Bits & Bytes
Retirement Advice with a Nobel Touch
Not many web startups have a pedigree like that of Financial Engines Inc. in Palo Alto, Calif. Among the three-year-old company's founders are Joseph A. Grundfest, who once sat on the Securities & Exchange Commission, and William F. Sharpe, winner of a Nobel prize in economics. The company is using Sharpe's ideas about evaluating investment risks and allocating assets so that people can meet their retirement goals. Netizens can try his analysis out at financialengines.com, which launched in June.
The site is simple to use. You sign up for free, type in your retirement goals, and then enter your existing investment portfolio. The software lets you know the probability that you'll achieve your goals. Then the company's business model clicks in. People who pay $14.95 quarterly get advice on how to handle their 401(k) funds. If you change your goals or the economy goes haywire, you can quickly size up the effect on your investments. How is this different from other investment sites? The others rarely give advice. Plus, says Sharpe, "they predict you'll get a 9% return every year. Sorry, it doesn't work that way." We're sorry, too.By Steve Hamm; Edited by Peter ElstromReturn to top
The Site That's Greasing Palms to Pull in Surfers
It's a dilemma plaguing E-Commerce sites everywhere. How do you persuade customers to register on your site, much less use their real names and addresses? PalmCentral.com, an independent consolidator of software programs and accessories for 3Com Corp.'s Palm organizer, has a solution. It's promising to give everyone who registers at its site $50 in cash when it completes its initial public offering in a year or so. And registered users might get to buy a few shares in the company at the IPO price.
Good incentive. The site had been getting an average of 833 registered users per week before the $50 promise. The week after the company announced the plan on June 23, 2,000 new users came knocking. PalmCentral CEO Chad Roberts hopes to have 100,000 members registered by yearend. That would provide the critical mass he says the company needs to file for its IPO. Will he spend more than $5 million on the promotion? It's a dilemma he says he hopes to have to face. For now, PalmCentral says it's reserving the right to set a limit on the number of sign-ups once they've hit the 100,000 mark.By Janet Rae-Dupree; Edited by Peter ElstromReturn to top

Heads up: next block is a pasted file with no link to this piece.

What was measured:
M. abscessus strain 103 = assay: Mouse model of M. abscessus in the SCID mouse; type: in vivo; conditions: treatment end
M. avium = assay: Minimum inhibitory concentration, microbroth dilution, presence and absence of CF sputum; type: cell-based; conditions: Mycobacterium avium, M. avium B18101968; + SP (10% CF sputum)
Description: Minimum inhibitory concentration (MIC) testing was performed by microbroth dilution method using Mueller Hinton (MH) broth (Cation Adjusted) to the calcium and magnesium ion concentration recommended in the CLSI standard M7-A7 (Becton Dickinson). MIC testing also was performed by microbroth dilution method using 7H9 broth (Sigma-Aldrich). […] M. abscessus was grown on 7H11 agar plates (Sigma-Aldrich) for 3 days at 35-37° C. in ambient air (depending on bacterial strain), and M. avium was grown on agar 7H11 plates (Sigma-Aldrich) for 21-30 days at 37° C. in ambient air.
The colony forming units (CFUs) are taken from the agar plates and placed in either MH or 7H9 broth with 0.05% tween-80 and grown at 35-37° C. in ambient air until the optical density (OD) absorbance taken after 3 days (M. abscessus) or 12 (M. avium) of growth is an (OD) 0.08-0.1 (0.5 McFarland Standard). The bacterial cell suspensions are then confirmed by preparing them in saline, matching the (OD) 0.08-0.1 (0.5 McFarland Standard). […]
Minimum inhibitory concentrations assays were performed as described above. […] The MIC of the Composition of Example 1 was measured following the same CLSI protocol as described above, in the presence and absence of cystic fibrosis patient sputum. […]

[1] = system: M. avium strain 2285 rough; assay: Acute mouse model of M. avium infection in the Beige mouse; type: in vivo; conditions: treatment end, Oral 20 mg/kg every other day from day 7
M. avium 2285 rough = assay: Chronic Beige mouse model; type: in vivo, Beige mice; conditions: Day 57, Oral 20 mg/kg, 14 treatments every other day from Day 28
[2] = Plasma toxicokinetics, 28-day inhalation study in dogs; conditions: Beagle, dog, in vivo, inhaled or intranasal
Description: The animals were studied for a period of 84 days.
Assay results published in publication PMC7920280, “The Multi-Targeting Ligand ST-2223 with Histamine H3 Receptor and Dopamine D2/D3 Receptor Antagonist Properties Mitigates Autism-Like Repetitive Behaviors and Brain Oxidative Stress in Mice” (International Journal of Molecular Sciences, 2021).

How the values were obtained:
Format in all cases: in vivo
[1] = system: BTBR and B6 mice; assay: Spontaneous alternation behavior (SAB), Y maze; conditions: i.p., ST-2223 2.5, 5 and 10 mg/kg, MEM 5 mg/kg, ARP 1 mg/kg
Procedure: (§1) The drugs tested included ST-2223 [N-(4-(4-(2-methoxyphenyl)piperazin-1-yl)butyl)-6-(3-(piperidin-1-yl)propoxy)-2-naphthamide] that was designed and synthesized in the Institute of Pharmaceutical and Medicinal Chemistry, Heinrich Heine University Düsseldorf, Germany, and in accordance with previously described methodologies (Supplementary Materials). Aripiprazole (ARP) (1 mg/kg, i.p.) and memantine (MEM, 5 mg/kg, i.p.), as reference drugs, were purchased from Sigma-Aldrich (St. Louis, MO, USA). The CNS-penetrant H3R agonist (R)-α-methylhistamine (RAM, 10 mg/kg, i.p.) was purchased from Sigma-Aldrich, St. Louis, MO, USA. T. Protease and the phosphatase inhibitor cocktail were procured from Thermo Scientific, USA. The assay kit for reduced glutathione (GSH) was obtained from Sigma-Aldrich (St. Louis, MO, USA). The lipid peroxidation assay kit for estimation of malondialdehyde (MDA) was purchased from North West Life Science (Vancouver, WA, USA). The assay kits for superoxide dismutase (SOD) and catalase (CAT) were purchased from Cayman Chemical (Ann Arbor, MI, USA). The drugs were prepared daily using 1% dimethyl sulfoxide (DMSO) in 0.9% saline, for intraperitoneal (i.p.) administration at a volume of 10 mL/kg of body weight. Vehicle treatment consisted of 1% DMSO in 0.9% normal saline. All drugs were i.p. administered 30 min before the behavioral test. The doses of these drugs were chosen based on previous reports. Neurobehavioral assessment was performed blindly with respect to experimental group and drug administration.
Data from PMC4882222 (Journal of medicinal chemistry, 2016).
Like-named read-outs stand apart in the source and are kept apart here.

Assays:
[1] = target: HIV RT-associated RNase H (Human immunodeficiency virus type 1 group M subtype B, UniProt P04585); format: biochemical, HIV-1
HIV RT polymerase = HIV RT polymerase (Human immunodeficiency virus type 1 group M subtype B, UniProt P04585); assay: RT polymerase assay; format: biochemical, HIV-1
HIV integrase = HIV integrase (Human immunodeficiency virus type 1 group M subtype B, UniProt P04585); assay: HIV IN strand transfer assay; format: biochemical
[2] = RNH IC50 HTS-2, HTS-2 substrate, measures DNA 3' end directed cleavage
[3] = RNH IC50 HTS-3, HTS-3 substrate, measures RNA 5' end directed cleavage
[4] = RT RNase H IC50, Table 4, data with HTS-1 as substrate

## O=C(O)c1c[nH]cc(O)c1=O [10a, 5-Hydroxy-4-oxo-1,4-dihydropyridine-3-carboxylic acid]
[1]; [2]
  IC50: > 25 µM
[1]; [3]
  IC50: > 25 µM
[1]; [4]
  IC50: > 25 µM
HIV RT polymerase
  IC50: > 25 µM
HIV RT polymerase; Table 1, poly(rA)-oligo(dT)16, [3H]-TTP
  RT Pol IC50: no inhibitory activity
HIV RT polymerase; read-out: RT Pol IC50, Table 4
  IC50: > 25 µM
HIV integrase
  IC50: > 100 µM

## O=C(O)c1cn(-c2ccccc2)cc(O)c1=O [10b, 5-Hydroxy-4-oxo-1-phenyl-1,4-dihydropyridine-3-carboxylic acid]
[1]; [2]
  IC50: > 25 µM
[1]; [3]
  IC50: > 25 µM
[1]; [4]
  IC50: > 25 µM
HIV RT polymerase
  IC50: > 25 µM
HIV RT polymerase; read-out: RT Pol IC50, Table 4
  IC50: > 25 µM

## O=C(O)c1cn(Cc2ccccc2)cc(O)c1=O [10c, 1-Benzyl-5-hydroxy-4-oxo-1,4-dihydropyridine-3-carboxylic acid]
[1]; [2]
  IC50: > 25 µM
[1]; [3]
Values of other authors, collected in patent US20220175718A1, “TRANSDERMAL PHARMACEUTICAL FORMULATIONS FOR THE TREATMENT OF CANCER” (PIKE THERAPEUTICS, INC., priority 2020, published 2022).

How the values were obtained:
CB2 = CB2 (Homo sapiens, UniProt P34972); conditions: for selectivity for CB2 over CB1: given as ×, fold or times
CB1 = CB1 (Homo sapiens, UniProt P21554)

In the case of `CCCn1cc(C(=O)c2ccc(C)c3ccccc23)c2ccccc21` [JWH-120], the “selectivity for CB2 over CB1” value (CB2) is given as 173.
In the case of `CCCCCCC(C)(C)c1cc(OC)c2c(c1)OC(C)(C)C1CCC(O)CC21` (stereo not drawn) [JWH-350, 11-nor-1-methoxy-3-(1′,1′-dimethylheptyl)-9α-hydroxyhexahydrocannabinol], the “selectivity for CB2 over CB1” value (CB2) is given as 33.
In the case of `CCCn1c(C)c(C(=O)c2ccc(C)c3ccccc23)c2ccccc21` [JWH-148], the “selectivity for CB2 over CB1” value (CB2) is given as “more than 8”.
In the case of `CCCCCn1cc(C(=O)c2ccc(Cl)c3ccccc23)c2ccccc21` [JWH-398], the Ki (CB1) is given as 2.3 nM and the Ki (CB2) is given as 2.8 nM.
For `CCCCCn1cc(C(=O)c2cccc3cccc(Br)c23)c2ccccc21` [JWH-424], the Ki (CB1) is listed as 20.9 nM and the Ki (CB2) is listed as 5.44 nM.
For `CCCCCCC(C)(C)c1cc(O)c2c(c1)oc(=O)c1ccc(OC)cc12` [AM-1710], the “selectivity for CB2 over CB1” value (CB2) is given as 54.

How Huge Is the Payoff from Info Tech?
What has the technology industry done for the U.S. Economy lately? For 48 pages of answers, check out the latest Commerce Dept. study, The Emerging Digital Economy II.
The report, which can be found at www.ecommerce.gov, shows that companies such as computer makers and software developers generated more than a third of the growth in the nation's gross domestic product from 1995 through 1998. Part of that came from job creation: Tech companies added more than twice as many jobs a year as other industries. In addition, those who work in technology make an average of 12.6% more money than those in other areas.
Moreover, the tech industry has a highly unusual characteristic: The prices for its goods and services tend to go down every year. That has helped hold down U.S. inflation--by seven-tenths of a percentage point in 1996 and 1997, according to the study. Will the economic benefits continue to mount? Stay tuned. Commerce says that it will keep on studying the issue.By Laura Cohn; Edited by Peter ElstromReturn to top